Quietly, almost surreptitiously, Rita Hosking, like the teacher she is, has over the years gently led her listeners into her world of softly stated folk music, an amalgam of sunny California and steelier mountain climes. She’s a story teller with a guitar who has always embellished her songs with banjo and Dobro, keeping it simple but direct. Her last release, Little Boat was a miniature delight, 27 minutes of unalloyed joy as Hosking sang of small town life and a child’s wonder of science.
Frankie and The No-Go Road follows the template of the earlier albums, produced again by Rich Brotherton (of Robert Earl Keen fame) who plays a plethora of stringed instruments and keyboards here while husband Sean Feder adds Dobro and Djembe. The twist is that it’s a bit of a concept album, or at least a set of songs with a thematic connection, the connection being the concern about the untrammelled drive of commerce and its abuse of the individual’s aspirations along with its effects on society and ecology. There’s no storyline as such but Hosking adroitly weaves her theme around the concept of Wetiko, a Native American word for those who consume all around with no thought for the future. She directly addresses this in the song Wetiko singing “Take it all, take it now, take it any way you can. And you will be a royal in this guns’n’dolls land” but overall the message is oblique. The “hero,” Frankie is on an odyssey set off by his search for a better world as he observes wanton commercialism. He considers a flight from it all but instead decides to teach folk how to achieve a better world. He battles the villain and returns only to find that messiahs are not always welcomed, unabashed he continues to deliver his wisdom. In a nutshell this is it but the above is gleaned from Hosking’s written intros on the lyric booklet as the songs exist both within and without the story. You can enjoy the album as you wish, a set of very fine songs or as a message.
As a set of songs the album maintains Hosking’s place as one of our finer artists. She sings with a fine sense of ache and the songs are all excellent rootsy excavations. Mixing a folky sound with a more primitive and bare boned banjo blues style she delivers a set of songs that each deserve attention. Our Land is a song that is shiveringly good while Mama Said is a pure joy. The band are excellent on the gently rolling Black Hole and there’s a wonderful sense of defiance on Resurrection.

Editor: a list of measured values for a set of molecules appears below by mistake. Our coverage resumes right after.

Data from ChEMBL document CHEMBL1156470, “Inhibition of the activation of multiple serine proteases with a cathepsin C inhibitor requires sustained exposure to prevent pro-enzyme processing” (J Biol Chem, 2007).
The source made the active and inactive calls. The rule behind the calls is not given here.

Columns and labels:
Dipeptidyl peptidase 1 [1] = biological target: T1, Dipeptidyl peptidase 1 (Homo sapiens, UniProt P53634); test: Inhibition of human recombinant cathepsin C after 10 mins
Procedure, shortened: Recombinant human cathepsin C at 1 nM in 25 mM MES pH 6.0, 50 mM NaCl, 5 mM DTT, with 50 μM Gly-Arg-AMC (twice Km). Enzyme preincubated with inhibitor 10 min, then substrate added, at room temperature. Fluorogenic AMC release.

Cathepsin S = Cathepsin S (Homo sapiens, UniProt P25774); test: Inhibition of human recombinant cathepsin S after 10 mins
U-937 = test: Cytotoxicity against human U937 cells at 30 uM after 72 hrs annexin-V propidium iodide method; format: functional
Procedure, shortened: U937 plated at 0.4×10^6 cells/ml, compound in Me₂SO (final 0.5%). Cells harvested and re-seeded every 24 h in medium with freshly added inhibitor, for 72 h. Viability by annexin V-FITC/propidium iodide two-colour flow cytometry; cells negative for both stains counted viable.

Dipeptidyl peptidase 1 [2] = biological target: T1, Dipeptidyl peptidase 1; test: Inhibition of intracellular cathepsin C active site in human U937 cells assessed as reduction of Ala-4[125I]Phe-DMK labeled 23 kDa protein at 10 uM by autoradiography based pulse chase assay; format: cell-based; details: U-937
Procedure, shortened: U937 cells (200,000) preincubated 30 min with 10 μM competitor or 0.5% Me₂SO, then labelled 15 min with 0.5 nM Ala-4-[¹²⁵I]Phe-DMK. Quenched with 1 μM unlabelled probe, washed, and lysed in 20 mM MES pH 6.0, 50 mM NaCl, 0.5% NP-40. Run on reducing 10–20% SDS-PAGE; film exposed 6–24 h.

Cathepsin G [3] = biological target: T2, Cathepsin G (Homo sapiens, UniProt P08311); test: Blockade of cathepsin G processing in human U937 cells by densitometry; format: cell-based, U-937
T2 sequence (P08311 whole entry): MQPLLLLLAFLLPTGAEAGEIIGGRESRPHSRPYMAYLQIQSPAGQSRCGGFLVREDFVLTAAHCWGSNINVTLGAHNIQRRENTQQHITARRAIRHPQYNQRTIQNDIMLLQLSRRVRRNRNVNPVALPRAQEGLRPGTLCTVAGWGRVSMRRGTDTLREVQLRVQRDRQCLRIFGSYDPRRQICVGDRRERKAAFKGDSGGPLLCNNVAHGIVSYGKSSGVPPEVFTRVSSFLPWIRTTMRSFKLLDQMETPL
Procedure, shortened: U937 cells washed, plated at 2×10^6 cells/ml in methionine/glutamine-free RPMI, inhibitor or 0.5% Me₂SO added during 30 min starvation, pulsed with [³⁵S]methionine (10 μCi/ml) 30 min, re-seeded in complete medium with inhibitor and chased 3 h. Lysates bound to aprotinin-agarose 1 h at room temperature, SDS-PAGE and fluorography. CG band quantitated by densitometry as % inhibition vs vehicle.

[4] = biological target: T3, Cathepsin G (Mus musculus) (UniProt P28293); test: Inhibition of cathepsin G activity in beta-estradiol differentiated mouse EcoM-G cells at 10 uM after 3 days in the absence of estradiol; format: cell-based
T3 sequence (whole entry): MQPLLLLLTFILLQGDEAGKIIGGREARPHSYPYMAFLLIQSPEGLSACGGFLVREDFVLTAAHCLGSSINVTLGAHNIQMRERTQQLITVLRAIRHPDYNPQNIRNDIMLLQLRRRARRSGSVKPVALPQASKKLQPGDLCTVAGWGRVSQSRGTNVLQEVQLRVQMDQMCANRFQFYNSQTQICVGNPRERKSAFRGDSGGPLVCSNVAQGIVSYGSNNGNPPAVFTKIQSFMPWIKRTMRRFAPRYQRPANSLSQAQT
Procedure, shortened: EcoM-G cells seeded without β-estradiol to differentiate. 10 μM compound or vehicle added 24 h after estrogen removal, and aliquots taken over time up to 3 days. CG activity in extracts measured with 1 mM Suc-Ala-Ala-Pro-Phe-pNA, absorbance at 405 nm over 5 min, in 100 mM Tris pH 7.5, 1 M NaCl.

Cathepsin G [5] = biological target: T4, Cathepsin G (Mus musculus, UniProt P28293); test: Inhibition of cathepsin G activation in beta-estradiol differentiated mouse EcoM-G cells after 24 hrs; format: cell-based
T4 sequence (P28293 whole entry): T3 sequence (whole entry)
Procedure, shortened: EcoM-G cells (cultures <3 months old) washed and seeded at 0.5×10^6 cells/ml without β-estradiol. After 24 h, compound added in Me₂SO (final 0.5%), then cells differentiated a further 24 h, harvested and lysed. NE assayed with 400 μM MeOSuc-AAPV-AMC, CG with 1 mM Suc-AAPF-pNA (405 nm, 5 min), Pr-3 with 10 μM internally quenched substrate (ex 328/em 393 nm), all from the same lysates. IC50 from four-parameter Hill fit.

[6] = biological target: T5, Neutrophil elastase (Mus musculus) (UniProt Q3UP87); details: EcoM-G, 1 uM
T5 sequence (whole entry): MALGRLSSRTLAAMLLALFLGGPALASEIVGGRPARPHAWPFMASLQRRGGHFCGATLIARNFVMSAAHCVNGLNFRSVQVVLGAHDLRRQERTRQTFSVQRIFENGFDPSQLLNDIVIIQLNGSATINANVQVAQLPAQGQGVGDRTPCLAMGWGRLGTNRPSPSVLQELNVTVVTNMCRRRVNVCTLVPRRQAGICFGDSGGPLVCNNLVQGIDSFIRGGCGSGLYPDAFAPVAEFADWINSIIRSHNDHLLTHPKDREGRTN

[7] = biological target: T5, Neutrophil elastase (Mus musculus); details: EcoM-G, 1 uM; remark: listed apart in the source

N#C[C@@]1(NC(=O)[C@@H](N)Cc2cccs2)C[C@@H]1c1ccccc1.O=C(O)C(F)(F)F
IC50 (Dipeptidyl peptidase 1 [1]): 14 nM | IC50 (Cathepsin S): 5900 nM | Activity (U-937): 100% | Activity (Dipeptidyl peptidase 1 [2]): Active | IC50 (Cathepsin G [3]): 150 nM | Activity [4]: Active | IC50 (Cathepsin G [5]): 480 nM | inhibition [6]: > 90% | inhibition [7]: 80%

Rita Hosking is touring the UK in November, dates here.
Sunday and the action has shifted from the South Side to the city centre, The CCA in Sauchiehall Street, for two shows, an afternoon matinee and the closing concert of the Festival, Hazy Recollections.
Krista Detor/Sam Lewis
First up was Krista Detor from Bloomington, Indiana accompanied by her husband, David Weber on guitar and Mike Lindauer on bass. For some reason Ms. Detor chose to place her keyboard front and centre on the stage with a cloth around it. Seated behind this she appeared at times to be interviewing the audience, at other times celebrating a religious rite with the keyboard an altar. Although no religion was involved there was at times an ecclesiastical feel which for this writer was emphasised by the resemblance of some of the songs to the late Judee Sill’s work, in particular the striking delivery of Clocks Of The World. Other songs, the languid Castle in Wales, the dream like Can I Come Over and For All I Know, a song dedicated to her son, were reminiscent of other songstresses from the early seventies such as Dory Previn and Joni Mitchell.
No shame in that of course as Ms Detor is a fine writer and well able to step away from the keyboard ballad (although not from behind the keyboard) to offer the bar room styled Steal Me A Car and the boho beat of Middle Of A Breakdown. In addition she donned accordion for her rousing version of the Cinderella story, Belle Of The Ball while her song introductions were a world away from the stately delivery of the ballads. Mention must be made of Weber’s guitar playing which adorned the keys wonderfully.
Sam Lewis sort of wandered on to the stage. Clad in denim, bearded and with long lank hair he seemed the epitome of the seventies minstrel, an image he didn’t attempt to dispel with his various references to his “recreational activities,” some of which were hilarious – at one point wandering over to the promo picture of himself projected onto the backdrop and saying, “I don’t remember this photo shoot at all.” Any notion that he is just a stoner with a guitar however soon evaporated as he worked his way through songs from his two albums (his greatest hits as he called them) along with some fine covers. A fine guitarist he managed to project the songs despite them being stripped of the fine arrangements, soul and country, which adorn them on the albums.